There have been a lot of talks about the new EU Data Protection Regulation, but there remains one issue that has not yet been addressed by many commentators. According to the new Regulation, it will be possible to appoint sub-processors, provided that: (i) the data controller grants its written consent (which can be general or specifically addressed to one or more sub-processors), and (ii) the processor imposes to the sub-processors the same data processing obligations that have been undertaken by the processor towards the data controller.
The Regulation also clarifies that the processor will remain responsible towards the data controller for any breach by the sub-processors. This implies that the processor that resorts to sub-processors should opt for a “privacy by design” approach, setting up, prior to any processing, an adequate organizational structure that would allow compliance with the Regulation provisions. Furthermore, mutatis mutandis, all general obligations of the data processor towards the data controller provided by the Regulation (e.g. compliance with instructions, security measures, privacy impact assessments, information and consultations, etc.) shall be extended to the sub-processor towards the processor.
It should also be noted that under the current draft of the Regulation, among other things, it is also allowed for the local Data Protection Authorities to draft standard clauses for sub-processors appointments. According to some commentators, this provision may add uncertainty in an area where homogeneity should be pursued.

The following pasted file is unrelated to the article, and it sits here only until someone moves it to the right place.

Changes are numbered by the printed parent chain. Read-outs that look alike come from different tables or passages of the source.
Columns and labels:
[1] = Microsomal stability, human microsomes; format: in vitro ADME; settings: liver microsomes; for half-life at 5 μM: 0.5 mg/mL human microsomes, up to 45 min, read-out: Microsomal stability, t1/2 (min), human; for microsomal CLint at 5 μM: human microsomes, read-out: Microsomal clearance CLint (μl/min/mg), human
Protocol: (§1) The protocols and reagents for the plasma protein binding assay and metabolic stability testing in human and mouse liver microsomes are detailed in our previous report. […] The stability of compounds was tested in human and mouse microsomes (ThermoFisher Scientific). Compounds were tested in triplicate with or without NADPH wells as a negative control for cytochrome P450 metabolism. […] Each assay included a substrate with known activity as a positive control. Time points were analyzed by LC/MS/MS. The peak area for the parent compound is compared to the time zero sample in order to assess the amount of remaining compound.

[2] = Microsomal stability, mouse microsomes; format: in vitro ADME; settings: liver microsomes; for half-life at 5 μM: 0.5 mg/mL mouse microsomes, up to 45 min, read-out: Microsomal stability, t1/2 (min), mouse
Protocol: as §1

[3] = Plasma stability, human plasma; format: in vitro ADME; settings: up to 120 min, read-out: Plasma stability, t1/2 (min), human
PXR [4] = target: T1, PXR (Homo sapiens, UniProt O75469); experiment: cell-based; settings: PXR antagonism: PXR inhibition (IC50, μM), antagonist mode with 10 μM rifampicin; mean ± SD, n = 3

The appointment of sub-processors is not a novelty for certain European jurisdictions, and indeed the European Commission already provided standard model clauses for sub-processing. This is however an important (and very welcomed) news for Italy, where it is currently not permitted for processors to appoint sub-processors, with an obligation for the controller (i.e. the outsourcing customer) to directly appoint each “sub-processor”, even when such sub-processor is in fact selected by (and mainly managed under the responsibility of) the processor. This approach was taken by the Italian Data Protection Authority in light of the fact that the Italian Data Protection Code (D. Lgs. n. 196/2003) does not specifically allow sub-processing appointments.
Most of the provisions relating to the relationship between processors and sub-processors have been added in the last version of the Regulation provided by the European Council (the prior versions of the European Commission and Parliament were more concise on this topic, only setting up general principles). Albeit this should not be a controversial issue, it cannot be excluded that the provisions on sub-processing will be subject to amendments
The Regulation may be finally approved within 2015, and in such case it should enter into force within 2017. With the Regulation, the drafting of outsourcing agreements involving a large number of sub-processors (often located in different jurisdictions) will no doubt be streamlined. In the meantime, all parties of outsourcing arrangements will have to carefully consider any sub-processing (even when it is formally carried out through a direct appointment by the data controller), including provisions on monitoring and security measures that should take into account the actual role played by each party involved.